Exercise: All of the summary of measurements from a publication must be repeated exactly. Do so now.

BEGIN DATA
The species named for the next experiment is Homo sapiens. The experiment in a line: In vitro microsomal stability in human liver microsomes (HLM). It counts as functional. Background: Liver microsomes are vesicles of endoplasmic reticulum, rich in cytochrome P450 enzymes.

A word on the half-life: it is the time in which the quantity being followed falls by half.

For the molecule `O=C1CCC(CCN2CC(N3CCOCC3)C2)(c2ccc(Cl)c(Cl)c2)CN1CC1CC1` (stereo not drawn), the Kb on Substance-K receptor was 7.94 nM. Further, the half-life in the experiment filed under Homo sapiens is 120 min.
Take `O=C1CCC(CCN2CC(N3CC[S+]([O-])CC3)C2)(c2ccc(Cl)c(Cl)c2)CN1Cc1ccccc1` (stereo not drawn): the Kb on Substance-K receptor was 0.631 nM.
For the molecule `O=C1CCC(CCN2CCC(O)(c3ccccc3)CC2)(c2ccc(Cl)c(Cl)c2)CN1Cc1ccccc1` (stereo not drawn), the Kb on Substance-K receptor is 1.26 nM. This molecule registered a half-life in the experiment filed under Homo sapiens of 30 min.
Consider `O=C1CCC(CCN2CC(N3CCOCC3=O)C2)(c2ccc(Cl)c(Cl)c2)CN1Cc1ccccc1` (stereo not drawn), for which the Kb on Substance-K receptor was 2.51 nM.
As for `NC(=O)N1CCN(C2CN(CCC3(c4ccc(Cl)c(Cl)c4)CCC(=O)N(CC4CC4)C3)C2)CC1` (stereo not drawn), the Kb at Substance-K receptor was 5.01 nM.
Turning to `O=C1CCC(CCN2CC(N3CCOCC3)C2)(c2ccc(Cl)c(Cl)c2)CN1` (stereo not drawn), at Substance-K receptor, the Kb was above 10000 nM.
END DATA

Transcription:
The species named for the next experiment is Homo sapiens. The experiment in a line: In vitro microsomal stability in human liver microsomes (HLM). It counts as functional. Background: Liver microsomes are vesicles of endoplasmic reticulum, rich in cytochrome P450 enzymes.

A word on the half-life: it is the time in which the quantity being followed falls by half.

For the molecule `O=C1CCC(CCN2CC(N3CCOCC3)C2)(c2ccc(Cl)c(Cl)c2)CN1CC1CC1` (stereo not drawn), the Kb on Substance-K receptor was 7.94 nM. Further, the half-life in the experiment filed under Homo sapiens is 120 min.
Take `O=C1CCC(CCN2CC(N3CC[S+]([O-])CC3)C2)(c2ccc(Cl)c(Cl)c2)CN1Cc1ccccc1` (stereo not drawn): the Kb on Substance-K receptor was 0.631 nM.
For the molecule `O=C1CCC(CCN2CCC(O)(c3ccccc3)CC2)(c2ccc(Cl)c(Cl)c2)CN1Cc1ccccc1` (stereo not drawn), the Kb on Substance-K receptor is 1.26 nM. This molecule registered a half-life in the experiment filed under Homo sapiens of 30 min.
Consider `O=C1CCC(CCN2CC(N3CCOCC3=O)C2)(c2ccc(Cl)c(Cl)c2)CN1Cc1ccccc1` (stereo not drawn), for which the Kb on Substance-K receptor was 2.51 nM.
As for `NC(=O)N1CCN(C2CN(CCC3(c4ccc(Cl)c(Cl)c4)CCC(=O)N(CC4CC4)C3)C2)CC1` (stereo not drawn), the Kb at Substance-K receptor was 5.01 nM.
Turning to `O=C1CCC(CCN2CC(N3CCOCC3)C2)(c2ccc(Cl)c(Cl)c2)CN1` (stereo not drawn), at Substance-K receptor, the Kb was above 10000 nM.